Jim O’Neill, who also served as commercial secretary to the Treasury under David Cameron and Theresa May, blasted the government’s “superficial obsession” with cutting investment to balance budgets.
The latest calculations worked up by the Department for Transport show the original vision for phase 2b into Manchester would provide an economic boost of £800m a year into the 2050s.
But The Independent revealed this week that Mr Sunak and chancellor Jeremy Hunt have held discussions on whether to cut the northern parts of the high-speed rail line – as the pair look for headroom for pre-election giveaways.
They are understood to be keeping the option of scrapping the northern phase open at the chancellor’s upcoming mini-Budget.
More Northern mayors on Friday also joined the chorus of criticism, saying canning the project would represent a betrayal “voters won’t forget”.
Lord O’Neill, a well-known economist as well as former Tory minister told The Independent: “It is very very disappointing, and the country’s long-term investment decision-making is a disaster.”
He added: “The debate and framework for these long-term investment decisions in the UK is dreadful.”
“We need a system where our superficial obsession with short-term arbitrary fiscal rules is not constraining long-term supply boosting and debt-reducing investment decisions.
“A future government must create greater scope for both the Infrastructure Commission and OBR to influence long-term investment choices.”
The ex-Treasury minister said that while he was “not the greatest HS2 fan”, if it were cancelled the government should at least build Northern Powerhouse Rail in full.
That proposed east-west line across the North of England was already cut back by ministers. But the project relies on part of the HS2’s northern phase to get trains in and out of Manchester.
Lord O’Neill was previously the chair of Goldman Sachs asset management and was given a seat in the House of Lords in 2015 as a Tory peer.
He served as economic secretary to the Treasury, a ministerial post, until September 2016. Upon leaving government he also resigned the Tory whip and became an independent crossbencher.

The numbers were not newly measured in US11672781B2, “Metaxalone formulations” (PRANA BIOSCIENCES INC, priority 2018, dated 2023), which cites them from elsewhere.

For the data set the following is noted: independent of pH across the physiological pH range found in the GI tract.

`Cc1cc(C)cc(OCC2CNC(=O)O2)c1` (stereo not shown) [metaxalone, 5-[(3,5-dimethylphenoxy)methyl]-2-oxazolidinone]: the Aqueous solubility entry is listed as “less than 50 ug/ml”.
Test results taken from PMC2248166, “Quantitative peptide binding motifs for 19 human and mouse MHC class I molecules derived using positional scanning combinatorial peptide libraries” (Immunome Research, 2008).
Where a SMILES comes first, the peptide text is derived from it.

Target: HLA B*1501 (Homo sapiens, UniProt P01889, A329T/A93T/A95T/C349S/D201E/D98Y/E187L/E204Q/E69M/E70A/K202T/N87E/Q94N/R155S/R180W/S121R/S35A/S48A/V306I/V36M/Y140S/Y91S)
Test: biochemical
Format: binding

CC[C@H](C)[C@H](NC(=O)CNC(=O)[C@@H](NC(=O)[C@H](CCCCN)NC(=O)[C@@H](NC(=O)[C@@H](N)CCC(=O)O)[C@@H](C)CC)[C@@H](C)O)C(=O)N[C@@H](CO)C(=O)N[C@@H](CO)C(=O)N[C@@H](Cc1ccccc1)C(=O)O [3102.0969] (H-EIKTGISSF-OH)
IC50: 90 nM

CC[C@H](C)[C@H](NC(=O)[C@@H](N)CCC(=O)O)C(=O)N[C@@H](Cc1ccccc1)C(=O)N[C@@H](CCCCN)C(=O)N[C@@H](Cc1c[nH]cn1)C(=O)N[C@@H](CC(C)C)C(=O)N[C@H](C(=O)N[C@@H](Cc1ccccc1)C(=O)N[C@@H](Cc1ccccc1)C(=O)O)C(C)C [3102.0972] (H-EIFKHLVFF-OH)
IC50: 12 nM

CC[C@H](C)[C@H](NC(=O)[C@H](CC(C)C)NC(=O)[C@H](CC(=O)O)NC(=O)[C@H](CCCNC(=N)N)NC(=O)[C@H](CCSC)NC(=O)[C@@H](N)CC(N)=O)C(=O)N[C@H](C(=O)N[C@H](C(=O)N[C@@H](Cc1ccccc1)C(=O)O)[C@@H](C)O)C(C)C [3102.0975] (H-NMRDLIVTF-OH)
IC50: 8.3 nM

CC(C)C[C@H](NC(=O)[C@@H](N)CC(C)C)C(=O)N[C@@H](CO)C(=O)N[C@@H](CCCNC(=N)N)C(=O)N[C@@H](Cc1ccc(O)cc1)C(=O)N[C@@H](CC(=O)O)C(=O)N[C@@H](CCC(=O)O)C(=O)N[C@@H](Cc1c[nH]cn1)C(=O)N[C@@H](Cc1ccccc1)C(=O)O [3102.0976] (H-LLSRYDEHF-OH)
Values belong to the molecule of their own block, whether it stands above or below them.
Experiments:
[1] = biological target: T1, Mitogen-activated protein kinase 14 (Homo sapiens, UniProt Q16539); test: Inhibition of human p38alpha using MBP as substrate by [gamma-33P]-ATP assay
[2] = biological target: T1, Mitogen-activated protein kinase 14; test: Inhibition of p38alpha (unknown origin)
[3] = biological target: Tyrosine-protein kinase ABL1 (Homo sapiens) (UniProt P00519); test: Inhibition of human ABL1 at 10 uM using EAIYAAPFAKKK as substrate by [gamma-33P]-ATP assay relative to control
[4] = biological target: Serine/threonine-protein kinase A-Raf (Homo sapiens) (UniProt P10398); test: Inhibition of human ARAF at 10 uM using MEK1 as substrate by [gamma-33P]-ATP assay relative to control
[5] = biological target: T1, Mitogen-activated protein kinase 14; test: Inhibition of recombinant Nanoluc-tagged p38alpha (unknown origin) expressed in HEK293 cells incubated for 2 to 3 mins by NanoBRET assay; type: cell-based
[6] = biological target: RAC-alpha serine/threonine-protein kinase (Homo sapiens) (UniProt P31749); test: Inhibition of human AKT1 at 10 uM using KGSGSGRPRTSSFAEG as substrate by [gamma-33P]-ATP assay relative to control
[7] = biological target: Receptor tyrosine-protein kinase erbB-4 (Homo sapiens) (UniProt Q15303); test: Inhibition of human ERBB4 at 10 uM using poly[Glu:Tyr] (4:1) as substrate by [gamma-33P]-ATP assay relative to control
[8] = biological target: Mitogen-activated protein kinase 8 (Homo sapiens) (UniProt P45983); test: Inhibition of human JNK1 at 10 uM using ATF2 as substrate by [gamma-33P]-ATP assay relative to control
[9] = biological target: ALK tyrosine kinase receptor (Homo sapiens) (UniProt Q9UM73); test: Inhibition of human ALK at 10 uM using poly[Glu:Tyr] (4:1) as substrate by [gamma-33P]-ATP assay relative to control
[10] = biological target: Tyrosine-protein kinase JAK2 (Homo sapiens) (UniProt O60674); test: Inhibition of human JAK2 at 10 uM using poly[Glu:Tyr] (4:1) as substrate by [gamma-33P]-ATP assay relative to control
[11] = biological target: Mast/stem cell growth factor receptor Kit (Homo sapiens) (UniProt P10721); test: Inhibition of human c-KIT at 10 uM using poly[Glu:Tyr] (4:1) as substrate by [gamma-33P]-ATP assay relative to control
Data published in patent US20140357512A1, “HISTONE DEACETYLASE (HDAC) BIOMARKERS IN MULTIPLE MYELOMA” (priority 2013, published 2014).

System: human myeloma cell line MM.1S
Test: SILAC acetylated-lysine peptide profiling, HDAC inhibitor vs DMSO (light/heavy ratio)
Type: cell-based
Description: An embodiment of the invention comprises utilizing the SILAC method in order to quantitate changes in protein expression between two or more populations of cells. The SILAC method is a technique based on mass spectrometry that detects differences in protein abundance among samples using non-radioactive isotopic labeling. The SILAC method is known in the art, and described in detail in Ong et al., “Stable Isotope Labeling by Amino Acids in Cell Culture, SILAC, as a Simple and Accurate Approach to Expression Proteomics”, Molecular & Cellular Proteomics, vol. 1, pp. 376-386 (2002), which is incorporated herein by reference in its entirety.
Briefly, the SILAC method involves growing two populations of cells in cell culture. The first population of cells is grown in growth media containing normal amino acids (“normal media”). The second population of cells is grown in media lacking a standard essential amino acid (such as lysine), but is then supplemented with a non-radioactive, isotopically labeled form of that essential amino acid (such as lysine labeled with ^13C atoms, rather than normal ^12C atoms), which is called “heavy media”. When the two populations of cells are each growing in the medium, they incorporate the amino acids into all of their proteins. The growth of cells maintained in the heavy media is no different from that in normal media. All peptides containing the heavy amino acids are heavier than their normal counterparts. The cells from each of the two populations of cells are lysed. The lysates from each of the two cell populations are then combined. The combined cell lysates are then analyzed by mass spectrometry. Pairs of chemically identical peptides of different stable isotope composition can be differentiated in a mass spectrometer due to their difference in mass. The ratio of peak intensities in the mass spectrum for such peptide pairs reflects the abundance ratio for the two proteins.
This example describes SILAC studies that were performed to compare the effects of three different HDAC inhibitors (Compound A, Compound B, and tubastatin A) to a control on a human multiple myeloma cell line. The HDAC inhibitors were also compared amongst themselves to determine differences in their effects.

As head of economic research at Goldman Sachs in 2001 he published a paper in which he coined the term “Brics” – Brazil, Russia, India, China – to refer to the group of fast-growing developing economies. The term has since entered widespread usage.
MPs, business and transport leaders reacted with fury after The Independent revealed the second stage of HS2 to Manchester could be scrapped over cost concerns. An earlier plan for a spur to Leeds has also been put on ice.
Liverpool City region mayor Steve Rotheram and West Yorkshire mayor Tracy Brabin have joined Greater Manchester major Andy Burnham in condemnation – accusing the government “holding the north down”.
The Labour mayor Mr Rotheram told The Independent: “Far from levelling up, this government’s actions continue to hold the North down. Voters won’t forget – and they’ll be handing Rishi Sunak and his party a one-way ticket to opposition at the general election.”
“The whole point of HS2 is to improve connectivity between North and South and free up capacity on our railways,” added Mr Rotheram – who said he had “long warned” that the government would not deliver on the project.
He added: “Against all odds, their ‘high speed’ line might give us slower journeys than the creaking Victorian infrastructure we have to endure at present. At the rate the Tories are going, HS2 won’t get out of North London – never mind to the north of England.”
No 10 repeatedly refused to confirm the link would be finished in full, after The Independent revealed Mr Sunak and Mr Hunt reviewed £30bn potential “savings” that could be made by scrapping parts of it at a meeting on No 10 on Tuesday.
Ms Brabin, the Labour mayor of West Yorkshire, said: “Almost two years after the eastern leg of the project was scrapped, it seems the government is determined to deliver the fatal blow for HS2 in the north.”
She added: “We are crying out for our fair share of transport investment to help us build a better-connected region — but once again the North is just an afterthought for this government. It’s our passengers and businesses who will pay the price.”
Last year, crossbench Lord O’Neill led a review of investment policy for Labour. Writing in The Independent in August, the economist said both parties should abandon “petty and arbitrary fiscal rules” holding back growth and that the government needed better formal advice on what infrastructure to invest in.
He suggested that the Office for Budget Responsibility (OBR) should be given powers to work out which public investments would have a “multiplier effect” and actually reduce the budget deficit in the long term by improving productivity and growth.
These spending commitments could then be given the green light without constant reference to the “arbitrary” fiscal rules, he suggested.
The prime minister’s official spokesperson told reporters in Westminster that “spades are already in the ground on our HS2 programme and we’re focused on delivering it” but would not promise the line would go to Manchester.
“I can’t comment on speculation around a leaked document. It is obviously standard process for departments to discuss the phasing of major projects like HS2 … but the work is already underway,” he said.
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